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My Favorite Article

This is one of my favorite article, "Do You Have A Lucky Coin?", written by Ms. Shannon Taylor. I came across it, when I read Newsgroups : rec.collecting.coins on 03 May 1998. It is just the same as Ms. Taylor stated I really enjoyed reading that kind of articles, and it's fascinating to see that many of the stories mirror our own. This article is short, but it is full of too much human sentimentality. Thanks indeed to Ms. Taylor for the good post!



Do You Have A Lucky Coin?

My "lucky" coin? Not really "lucky", just the one that I remember the most. When I was around twelve I asked my dad why he collected "those old coins you can't spend anymore?" He handed me a 1899 Liberty nickel and told me to touch it and feel it. I did so, and as I was looking at it he told me about the everyday people of that time who probably used that coin.
The dawning of a new century, the incredible expansion of machinery, thought, and science...but most of all he told me about the people in which that nickel must have passed through the hands of, and showed me pictures of that time. Not the grand pictures, but those of the poor and the emerging middle class, and those of the crowded streets and the immigrant areas, and how much even that five cents meant to them.
A picture of a young immigrant boy, dirty and unkempt selling everything from fruit to odds and ends for from a penny to five cents apiece, and how he did so probably out of the urgency to keep just himself, or probably a mother and several brothers and sisters, from going hungry and stay in a probable squalid tenament flat.

That it wasn't just an "old coin that couldn't be spent". Since I was touching it it was like touching the life of that boy and all of those other people that lived in that time. It had a profound effect on me. When I started to hand the coin back he told me that it was mine now so that I could stay in touch with them (the people of that time). That is what started me collecting coins on my own. Not for their value, not for an investment...but for touching history and the people who lived through it.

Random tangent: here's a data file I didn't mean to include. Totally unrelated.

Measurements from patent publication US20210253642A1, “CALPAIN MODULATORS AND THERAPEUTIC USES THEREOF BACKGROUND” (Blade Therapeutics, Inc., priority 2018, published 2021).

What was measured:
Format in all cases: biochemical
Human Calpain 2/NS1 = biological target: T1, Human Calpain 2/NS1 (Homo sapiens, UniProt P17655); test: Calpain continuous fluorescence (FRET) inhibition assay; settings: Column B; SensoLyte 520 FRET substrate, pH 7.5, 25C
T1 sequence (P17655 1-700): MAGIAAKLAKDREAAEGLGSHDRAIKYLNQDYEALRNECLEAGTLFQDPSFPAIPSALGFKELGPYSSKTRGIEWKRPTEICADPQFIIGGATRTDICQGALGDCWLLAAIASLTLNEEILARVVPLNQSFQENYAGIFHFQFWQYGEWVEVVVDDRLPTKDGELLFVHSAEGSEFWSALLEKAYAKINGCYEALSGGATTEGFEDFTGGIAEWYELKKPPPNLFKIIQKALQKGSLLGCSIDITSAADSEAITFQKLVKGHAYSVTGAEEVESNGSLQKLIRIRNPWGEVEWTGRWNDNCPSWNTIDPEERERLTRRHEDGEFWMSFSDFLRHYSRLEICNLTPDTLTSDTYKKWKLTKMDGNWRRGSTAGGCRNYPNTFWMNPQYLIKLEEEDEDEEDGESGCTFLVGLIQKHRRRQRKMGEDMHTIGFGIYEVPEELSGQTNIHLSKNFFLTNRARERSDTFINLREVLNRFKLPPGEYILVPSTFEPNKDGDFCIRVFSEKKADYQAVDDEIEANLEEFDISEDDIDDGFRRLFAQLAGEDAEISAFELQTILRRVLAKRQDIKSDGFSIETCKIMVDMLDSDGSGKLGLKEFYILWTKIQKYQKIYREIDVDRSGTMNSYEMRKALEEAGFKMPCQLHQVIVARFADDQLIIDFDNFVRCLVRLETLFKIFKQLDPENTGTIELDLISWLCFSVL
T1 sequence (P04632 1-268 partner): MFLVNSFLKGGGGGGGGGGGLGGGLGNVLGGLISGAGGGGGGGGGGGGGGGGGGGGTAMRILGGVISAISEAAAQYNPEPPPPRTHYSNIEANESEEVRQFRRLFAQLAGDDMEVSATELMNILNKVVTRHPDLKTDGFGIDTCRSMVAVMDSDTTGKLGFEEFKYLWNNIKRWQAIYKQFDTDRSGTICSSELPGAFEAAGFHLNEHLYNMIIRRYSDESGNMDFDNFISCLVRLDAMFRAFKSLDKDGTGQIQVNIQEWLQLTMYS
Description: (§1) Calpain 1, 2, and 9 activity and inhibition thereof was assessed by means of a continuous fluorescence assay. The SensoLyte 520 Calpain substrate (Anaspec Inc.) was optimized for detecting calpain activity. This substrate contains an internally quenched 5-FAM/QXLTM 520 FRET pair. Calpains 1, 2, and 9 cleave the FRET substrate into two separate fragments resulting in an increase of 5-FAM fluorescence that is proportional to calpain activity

And that coin connected me and my dad in more ways too. You see, he was a history teacher (now retired) and now...so am I. That coin, and the many coins after, started me on my own lifelong passion for history and the people who lived it.
It is just a simple poor grade 1899 Liberty nickel, but I would not give it up for any amount of money in the world. To me, it's priceless.

Shannon Taylor



A Futher Explanation of A True Value and "Life" of an old coin

That really is what it's all about; connecting to the time, history, and people who lived during the time that the coin was being used.
That's also why I collect circulated coins, not uncirculated or proof sets. To me Uncirc's and Proofs have no "life" in them. They have been put away and let history and people just pass them by. They're lifeless to me. I know that investment collectors love them...but I'm not into it to make money or as an investment. I'm into coin collecting because of their very real connection between me and the time period in which they were actively used. Even when I'm holding a coin, I don't think about if it passed through the hands of presidents or great figures in history...I like to think of the common person who used the coin; what were they doing? What was their story, their history, their daily lives when they had and used this coin? To me, that is where the true value and "life" of an old coin really shines...

Shannon





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